I made this and it was wonderful. Flaky/my Lebanese husband loves crust and he ate every last morsel and grudgingly said it was good. He told me it could be thinner next time (nobody cooks like his mother) but said your recipes come the closest to what he’s ever seen anyone call Lebanese recipes and he directed me here. 😉 I’ve been struggling w/ making crusts w/ butter these last many years ala Martha Stewart and the Barefoot Contessa but no more! I immediately recognized my own mother’s (English/Irish heritage) recipe in yours (the oil) and knew it the minute I tasted it and smelled it baking. Thank you so much.

    1. Maureen Abood says:

      Wonderful Maureen, thanks so much!

  17. ahlam says:

    Thanks for this recipe! its my first pie crust and it I loved it.

  18. Joanna says:

    Just pulled an apple pie out of the oven and it looks perfect. I pinched off a piece of crust to taste and it’s yummy! I only used 1 tsp of salt and it doesn’t taste oily at all. Perhaps leese’s oil was rancid or she used a stronger flavored oil? I used fresh canola, baked my pie at 400 for an hour, and it’s perfectly flaky and brown. I coated the top with an egg was and sugar.

  19. Terri says:

    My mother too made a pie crust with oil. As I remember the recipe was from a Wesson Oil cookbook. By the way, I have her cassarole that matches that pie pan.

  20. Leese says:

    Well I had to throw my pie out….my cherry filling came out delicious but the crust as stated above was on the salty side but even worse it tasted like oil!! I’m still tasting the oil in my mouth. I followed the directions exactly but if you really compare this recipe to others it does call for a lot of salt and oil, yuck!! Sorry the photos here look great but not the taste. Beware, if you don’t want to throw it out and waste a good filling. Feeling bummed…..

  21. Leese says:

    I too was on the search for a pie crust that used canola oil and came across your blog. My oh my, your pie looks so beautiful!!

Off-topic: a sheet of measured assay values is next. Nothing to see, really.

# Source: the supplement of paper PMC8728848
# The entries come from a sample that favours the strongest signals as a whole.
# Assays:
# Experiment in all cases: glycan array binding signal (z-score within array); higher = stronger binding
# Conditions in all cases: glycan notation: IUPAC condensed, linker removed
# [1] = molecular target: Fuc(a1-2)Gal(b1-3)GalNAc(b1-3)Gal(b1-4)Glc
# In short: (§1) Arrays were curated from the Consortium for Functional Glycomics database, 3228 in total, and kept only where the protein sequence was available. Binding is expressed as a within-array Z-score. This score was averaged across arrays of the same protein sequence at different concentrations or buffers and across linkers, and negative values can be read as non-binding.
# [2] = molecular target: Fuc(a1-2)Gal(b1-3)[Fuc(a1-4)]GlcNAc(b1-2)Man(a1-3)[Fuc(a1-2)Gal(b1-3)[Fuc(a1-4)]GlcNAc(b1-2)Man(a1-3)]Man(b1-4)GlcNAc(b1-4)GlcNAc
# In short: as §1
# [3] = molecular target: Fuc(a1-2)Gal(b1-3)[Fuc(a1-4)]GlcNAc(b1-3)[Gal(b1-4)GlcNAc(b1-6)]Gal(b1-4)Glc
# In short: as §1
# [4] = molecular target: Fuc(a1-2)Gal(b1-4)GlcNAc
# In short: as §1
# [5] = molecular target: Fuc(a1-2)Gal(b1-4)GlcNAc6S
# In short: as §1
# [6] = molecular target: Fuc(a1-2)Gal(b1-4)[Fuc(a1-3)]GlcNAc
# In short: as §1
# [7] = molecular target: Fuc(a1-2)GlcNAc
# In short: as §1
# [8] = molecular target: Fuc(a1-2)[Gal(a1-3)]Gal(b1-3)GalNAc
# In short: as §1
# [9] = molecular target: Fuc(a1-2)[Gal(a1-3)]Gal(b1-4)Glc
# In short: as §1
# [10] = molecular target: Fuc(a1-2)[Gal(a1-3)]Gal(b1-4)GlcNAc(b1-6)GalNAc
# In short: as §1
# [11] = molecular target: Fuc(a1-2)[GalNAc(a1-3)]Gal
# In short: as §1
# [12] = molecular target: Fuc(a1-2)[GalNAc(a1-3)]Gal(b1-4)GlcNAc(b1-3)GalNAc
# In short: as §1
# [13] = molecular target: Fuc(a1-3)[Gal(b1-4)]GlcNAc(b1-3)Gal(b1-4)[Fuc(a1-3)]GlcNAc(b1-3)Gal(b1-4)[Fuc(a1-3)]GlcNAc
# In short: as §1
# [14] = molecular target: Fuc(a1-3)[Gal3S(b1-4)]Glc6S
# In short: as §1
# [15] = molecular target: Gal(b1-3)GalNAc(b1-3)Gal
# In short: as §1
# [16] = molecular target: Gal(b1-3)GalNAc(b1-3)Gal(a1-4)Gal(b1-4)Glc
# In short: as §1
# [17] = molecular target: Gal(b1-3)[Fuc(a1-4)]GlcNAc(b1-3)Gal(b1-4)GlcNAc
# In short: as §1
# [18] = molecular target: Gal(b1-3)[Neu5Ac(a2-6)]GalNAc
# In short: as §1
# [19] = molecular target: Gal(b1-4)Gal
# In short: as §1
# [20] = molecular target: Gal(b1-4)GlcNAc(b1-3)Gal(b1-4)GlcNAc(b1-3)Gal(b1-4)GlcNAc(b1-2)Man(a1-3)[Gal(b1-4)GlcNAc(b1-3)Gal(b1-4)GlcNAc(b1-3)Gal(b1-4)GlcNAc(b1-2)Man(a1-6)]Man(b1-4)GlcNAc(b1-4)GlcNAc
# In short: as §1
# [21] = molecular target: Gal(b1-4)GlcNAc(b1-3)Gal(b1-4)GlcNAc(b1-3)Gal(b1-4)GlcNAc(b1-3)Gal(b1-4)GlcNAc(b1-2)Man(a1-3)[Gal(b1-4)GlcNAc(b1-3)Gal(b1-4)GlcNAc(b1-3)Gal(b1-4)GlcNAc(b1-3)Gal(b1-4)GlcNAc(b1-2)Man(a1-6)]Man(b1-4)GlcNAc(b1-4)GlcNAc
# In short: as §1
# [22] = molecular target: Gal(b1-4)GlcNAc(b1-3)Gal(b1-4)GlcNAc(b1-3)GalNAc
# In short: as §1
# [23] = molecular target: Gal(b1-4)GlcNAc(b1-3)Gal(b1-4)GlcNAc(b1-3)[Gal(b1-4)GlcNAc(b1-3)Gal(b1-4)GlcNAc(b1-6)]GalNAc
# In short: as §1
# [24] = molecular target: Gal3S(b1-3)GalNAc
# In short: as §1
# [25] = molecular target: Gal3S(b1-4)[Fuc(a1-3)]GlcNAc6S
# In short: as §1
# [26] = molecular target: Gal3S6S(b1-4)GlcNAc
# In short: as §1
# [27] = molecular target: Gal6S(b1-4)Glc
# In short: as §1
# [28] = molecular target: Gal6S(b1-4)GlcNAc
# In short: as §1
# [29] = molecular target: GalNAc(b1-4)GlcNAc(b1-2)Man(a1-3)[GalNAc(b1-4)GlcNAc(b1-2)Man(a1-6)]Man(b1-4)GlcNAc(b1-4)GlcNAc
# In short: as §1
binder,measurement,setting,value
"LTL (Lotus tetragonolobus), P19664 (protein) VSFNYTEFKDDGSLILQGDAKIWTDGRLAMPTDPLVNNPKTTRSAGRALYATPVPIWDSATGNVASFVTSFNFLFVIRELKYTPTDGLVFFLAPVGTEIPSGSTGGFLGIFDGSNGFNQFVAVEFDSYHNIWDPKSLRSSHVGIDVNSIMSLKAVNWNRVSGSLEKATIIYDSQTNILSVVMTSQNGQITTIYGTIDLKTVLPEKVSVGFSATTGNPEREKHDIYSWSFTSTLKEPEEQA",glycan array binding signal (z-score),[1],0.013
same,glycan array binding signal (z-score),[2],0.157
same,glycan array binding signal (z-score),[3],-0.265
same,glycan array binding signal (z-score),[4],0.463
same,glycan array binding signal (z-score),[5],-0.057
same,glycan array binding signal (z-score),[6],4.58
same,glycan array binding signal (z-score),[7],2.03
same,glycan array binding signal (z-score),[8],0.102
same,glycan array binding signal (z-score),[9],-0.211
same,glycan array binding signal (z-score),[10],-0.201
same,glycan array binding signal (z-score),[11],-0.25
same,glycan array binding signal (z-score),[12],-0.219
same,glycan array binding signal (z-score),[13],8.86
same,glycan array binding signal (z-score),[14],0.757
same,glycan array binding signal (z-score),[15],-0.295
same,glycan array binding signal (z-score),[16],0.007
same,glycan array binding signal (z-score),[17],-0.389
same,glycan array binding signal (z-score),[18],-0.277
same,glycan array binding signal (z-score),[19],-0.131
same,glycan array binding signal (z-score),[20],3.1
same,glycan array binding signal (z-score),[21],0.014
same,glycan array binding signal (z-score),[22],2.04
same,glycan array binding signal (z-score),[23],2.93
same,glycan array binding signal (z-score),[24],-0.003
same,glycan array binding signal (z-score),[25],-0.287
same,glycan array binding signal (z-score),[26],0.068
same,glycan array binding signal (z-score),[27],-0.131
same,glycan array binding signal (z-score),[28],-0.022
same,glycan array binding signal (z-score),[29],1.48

I prepared the pie crust this evening for a cherry pie filling using fresh cherries. I have not tasted the pie yet as it is cooling down. However, I did cheat and nibble on the crust. Not sure if its just me but does anyone think its on the salty side? I followed the recipe exactly hmmmmm. Maybe next time I will use half the amount for the salt? I am very sensitive to salt in my food and baked recipes however I do know it adds and/or brings out the flavor.

    Either way I’m sure it will be yummy!
    Thanks for sharing your mom’s recipe.

  22. Susan Trumblay says:

    After a HORRIBLE and embarrassing experience yesterday, Christmas Day, at our family get together, where my Apple Pie was an unknown disaster, until I cut into it and discovered the crust had NO taste, and the inside was watery . . . I decided to look for a “scratch” pie crust recipe, instead of the “ready made” one the recipe called for, and for a better Apple Pie recipe. Funny thing, when I took it out of the oven, the pie SMELLED devine – so much so I was tempted to cut a slice right then! Had I given in I would have avoided the embarrassment the next day. I will definitely use your recipe. If you have an absolutely great Apple Pie recipe, PLEASE let me know.
    Blessings to you for sharing with everyone! Susan in Texas

    1. Maureen Abood says:

      Oh Susan! We have ALL been there! Here is one of my apple pie recipes–very delicious–and if you prefer double crust, just use the my Mom’s double crust recipe instead of the dutch top.

  23. Barrie says: